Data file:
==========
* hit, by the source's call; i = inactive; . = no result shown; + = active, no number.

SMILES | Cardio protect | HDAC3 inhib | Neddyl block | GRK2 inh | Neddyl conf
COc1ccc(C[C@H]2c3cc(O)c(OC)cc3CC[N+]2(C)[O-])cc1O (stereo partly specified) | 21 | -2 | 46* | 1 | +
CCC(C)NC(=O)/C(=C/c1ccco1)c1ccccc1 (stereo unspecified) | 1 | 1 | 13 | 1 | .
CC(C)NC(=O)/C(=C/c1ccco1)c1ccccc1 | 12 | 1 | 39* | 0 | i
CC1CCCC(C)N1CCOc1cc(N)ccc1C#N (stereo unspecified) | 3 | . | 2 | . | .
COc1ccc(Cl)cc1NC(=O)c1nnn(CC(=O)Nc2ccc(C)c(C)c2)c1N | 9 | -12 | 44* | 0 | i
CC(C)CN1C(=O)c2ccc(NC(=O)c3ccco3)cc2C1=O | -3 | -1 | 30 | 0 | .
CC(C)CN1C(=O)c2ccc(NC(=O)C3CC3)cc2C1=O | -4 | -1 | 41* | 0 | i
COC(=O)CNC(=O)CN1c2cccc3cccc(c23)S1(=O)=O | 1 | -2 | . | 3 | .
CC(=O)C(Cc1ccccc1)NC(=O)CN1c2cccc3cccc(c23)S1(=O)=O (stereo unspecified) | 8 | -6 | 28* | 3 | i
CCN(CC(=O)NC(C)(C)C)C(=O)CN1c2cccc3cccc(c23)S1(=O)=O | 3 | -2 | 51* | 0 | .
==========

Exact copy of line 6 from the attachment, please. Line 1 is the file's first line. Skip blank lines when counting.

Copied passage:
CC1CCCC(C)N1CCOc1cc(N)ccc1C#N (stereo unspecified) | 3 | . | 2 | . | .